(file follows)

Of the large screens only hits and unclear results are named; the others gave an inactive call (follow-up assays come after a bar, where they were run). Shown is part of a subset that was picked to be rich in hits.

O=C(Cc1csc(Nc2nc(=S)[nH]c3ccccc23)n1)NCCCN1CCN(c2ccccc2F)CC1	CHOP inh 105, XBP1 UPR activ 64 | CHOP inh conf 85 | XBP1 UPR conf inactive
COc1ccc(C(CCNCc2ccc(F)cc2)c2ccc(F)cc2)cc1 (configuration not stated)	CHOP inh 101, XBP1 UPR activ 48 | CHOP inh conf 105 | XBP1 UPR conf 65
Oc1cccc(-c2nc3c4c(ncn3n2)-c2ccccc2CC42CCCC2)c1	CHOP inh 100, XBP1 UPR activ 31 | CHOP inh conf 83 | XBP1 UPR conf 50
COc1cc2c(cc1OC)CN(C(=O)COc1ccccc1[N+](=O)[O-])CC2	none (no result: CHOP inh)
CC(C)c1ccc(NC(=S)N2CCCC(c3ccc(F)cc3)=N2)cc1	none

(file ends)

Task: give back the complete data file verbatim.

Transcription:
Of the large screens only hits and unclear results are named; the others gave an inactive call (follow-up assays come after a bar, where they were run). Shown is part of a subset that was picked to be rich in hits.

O=C(Cc1csc(Nc2nc(=S)[nH]c3ccccc23)n1)NCCCN1CCN(c2ccccc2F)CC1	CHOP inh 105, XBP1 UPR activ 64 | CHOP inh conf 85 | XBP1 UPR conf inactive
COc1ccc(C(CCNCc2ccc(F)cc2)c2ccc(F)cc2)cc1 (configuration not stated)	CHOP inh 101, XBP1 UPR activ 48 | CHOP inh conf 105 | XBP1 UPR conf 65
Oc1cccc(-c2nc3c4c(ncn3n2)-c2ccccc2CC42CCCC2)c1	CHOP inh 100, XBP1 UPR activ 31 | CHOP inh conf 83 | XBP1 UPR conf 50
COc1cc2c(cc1OC)CN(C(=O)COc1ccccc1[N+](=O)[O-])CC2	none (no result: CHOP inh)
CC(C)c1ccc(NC(=S)N2CCCC(c3ccc(F)cc3)=N2)cc1	none